and perhaps this led the inhabitants to regard the enemy as invincible when they really did land, especially as their descent took place on a rock at Mousehole that bore the name of Merlin. The Spanish were left to do pretty well as they pleased, burning and pillaging Mousehole, Paul, Newlyn, and Penzance, but they thought it advisable to retreat to their galleons in Mount's Bay for the night, and next day, the countryfolk having plucked up some heart, and there being rumours of English seamen drawing near, it was found prudent to decamp altogether. A new town rose from the ashes of the old one, but there was further trouble in the time of the Civil War, and Penzance suffered for loyalty to the King. Under the circumstances we must not look for any remains of great antiquity in the town, though that which is historical antiquity is mere youth in comparison with the immemorial age that invests this farthest corner of Britain with a garb of wonder and mystery. Close to Chyandour (the "house by the water"), and not far from the Penzance terminus, is the Lescudjack encampment, or castle, which carries us back to the early settlement of the shores of Mount's Bay; only about three miles inland are the huts of Chysauster, where there was evidently an extensive village in days long before Penzance was dreamed of. Whether it was that this farthest neck of land became the refuge of driven races, pushed further and further westward by new encroaching hordes, it is certain that the Land's End district offers more relics of prehistoric antiquity than any other equal tract of land can show.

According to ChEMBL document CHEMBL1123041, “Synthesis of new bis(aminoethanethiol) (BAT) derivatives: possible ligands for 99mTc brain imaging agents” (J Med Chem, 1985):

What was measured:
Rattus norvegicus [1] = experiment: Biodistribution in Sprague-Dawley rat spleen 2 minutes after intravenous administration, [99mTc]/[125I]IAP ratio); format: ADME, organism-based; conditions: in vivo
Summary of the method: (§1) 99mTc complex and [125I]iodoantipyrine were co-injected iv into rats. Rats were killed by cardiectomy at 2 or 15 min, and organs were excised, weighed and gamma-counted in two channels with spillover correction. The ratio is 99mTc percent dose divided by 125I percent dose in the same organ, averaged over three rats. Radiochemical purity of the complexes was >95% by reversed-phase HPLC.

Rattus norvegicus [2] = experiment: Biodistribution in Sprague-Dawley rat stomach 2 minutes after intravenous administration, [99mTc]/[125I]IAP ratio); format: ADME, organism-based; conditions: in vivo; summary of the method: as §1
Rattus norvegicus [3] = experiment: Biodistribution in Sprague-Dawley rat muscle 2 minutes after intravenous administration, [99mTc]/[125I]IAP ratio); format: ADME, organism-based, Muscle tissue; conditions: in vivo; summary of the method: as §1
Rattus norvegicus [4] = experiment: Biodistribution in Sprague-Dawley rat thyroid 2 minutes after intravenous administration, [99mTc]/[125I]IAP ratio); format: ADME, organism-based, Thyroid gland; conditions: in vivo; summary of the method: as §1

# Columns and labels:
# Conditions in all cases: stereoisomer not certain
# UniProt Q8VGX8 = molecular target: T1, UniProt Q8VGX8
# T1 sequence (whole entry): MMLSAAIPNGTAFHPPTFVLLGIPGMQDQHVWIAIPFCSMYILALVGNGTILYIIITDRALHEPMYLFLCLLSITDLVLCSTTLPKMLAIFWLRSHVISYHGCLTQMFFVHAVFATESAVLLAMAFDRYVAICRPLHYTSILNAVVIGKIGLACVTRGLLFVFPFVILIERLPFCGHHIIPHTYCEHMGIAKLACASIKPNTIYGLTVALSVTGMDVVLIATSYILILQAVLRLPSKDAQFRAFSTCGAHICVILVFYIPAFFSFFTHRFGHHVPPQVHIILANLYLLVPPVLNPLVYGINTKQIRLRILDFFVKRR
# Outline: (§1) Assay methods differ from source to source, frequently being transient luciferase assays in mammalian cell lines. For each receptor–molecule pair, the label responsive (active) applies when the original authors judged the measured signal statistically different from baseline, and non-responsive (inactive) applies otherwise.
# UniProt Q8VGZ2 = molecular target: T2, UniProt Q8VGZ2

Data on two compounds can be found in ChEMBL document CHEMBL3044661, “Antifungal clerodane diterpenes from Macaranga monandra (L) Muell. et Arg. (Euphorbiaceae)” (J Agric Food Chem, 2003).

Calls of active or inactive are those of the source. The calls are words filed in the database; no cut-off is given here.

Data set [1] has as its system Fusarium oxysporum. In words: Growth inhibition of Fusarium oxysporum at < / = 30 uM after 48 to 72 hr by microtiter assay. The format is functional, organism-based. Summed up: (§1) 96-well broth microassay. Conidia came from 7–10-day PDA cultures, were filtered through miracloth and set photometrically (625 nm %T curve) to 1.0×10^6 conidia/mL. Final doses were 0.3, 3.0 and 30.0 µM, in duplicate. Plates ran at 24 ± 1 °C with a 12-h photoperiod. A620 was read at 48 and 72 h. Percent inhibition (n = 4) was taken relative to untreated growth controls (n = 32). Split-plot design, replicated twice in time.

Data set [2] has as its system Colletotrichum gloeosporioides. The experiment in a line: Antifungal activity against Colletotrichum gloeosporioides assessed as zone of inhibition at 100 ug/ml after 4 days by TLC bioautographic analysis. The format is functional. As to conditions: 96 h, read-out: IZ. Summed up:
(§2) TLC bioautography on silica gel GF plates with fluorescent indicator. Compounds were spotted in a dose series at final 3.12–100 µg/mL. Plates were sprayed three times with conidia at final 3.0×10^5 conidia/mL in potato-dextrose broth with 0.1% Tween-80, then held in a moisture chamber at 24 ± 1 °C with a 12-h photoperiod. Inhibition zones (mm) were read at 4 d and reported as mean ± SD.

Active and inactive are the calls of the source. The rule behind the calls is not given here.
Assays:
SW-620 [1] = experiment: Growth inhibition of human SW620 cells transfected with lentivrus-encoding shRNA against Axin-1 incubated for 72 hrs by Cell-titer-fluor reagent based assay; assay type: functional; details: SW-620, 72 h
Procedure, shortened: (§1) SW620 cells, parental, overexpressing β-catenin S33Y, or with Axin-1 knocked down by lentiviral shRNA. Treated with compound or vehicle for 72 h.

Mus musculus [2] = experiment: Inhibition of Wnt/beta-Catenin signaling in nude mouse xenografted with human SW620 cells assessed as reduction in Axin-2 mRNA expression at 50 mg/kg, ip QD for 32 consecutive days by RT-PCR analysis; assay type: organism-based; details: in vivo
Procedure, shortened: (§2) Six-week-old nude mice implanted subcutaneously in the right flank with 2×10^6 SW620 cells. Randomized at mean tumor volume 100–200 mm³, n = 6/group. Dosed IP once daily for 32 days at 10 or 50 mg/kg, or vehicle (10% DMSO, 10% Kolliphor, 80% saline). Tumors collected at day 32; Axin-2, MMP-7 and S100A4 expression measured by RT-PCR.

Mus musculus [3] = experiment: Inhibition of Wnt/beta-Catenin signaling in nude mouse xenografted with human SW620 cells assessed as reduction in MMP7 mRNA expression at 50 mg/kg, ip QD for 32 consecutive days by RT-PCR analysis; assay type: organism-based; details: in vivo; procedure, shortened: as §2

When Defoe came to Penzance, he seems to have been surprised to find it so civilised and so comfortable, "being so remote from London, which is the centre of our wealth." That is the remark of a true Londoner, showing an attitude of mind towards the provincial that is not quite extinct. He says: "This town of Penzance is a place of good business, well built and populous, has a good trade, and a great many ships belonging to it, notwithstanding it is so remote. Here are also a great many good families of gentlemen, though in this utmost angle of the nation." It is clear he expected to find a village of savages. As a matter of fact Penzance now, with its admirable train service, seems nearer to Paddington than many places that are not half so far off; every express that comes westward brings a savour of the great city with it, just as each train that leaves Penzance carries material evidence of Cornwall's existence into the very heart of old London. All the flowers from Scilly go by this route, and the Penzance neighbourhood has many flowers, fruits, and early vegetables of its own to dispatch to Covent Garden, together with a considerable quantity of fish. The railway is carried by viaduct across Marazion sands; in 1869 a large portion was shattered by the sea, and the line had to be removed further back. Sea and winds remain as untamable as they were when men of the Stone Age broke each other's heads at Chysauster. In Alverton Street (retaining the name of the old Alwaretone estate, mentioned in Domesday) are the museums and buildings of the Natural History, Antiquarian, and Cornish Royal Geological Societies, with the Guildhall, and a public room for meetings; but the Penzance Library, containing about 25,000 volumes, many of great rarity, is kept at Morrab House. There are Schools of Art and of Mining—both subjects strongly to the front in Cornwall. Immediately below the domed market-house, once the Town Hall, is a statue of the town's most famous son, Sir Humphry Davy, born here in 1778, his father being a wood-carver. He was educated partly at Truro, and early evinced that taste for poetry and angling that never left him. After serving with a Penzance surgeon, he went to Dr. Beddoes at Clifton, where he met Coleridge and Southey, and discovered the curious effects of "laughing-gas." His further career does not belong to Cornwall, but he proved himself a true son of the Duchy by inventing the Davy safety-lamp for miners. Another great man in a different school of activity, Pellew, better known as Lord Exmouth, though born at Dover, spent much of his boyhood with his Cornish grandmother at Penzance. His gallant deeds against the enemies of his country form a stirring page in our national history, but Mr. Norway has told us of one occasion on which he ran away from a pursuer. He was a mischievous lad, and once, "having wandered with a friend up Castle Horneck Avenue, he was inspired to discharge a few shots through the latticed window of a cottage inhabited by two excellent old maiden ladies. The pellets were aimed at pewter plates, and struck those only, but the insult knocked at the heart of one of the old ladies, who seized the firehook, as the nearest weapon, kilted up her gown, and gave chase. Pellew's courage dissolved at the first sight of this gaunt apparition, running as he thought no lady of her age could run. He fled like a hare; she cast away her firehook and followed; he threw away his musket and gained some ground; she caught him up again, and in Madron church-town was almost on his back, when there came a kindly hill. The old lady's wind was gone, she could spurt no more; so while the culprit fled away in shameful rout without his arms, she retreated honourably, the one person (if she could have known it) who ever terrified Pellew."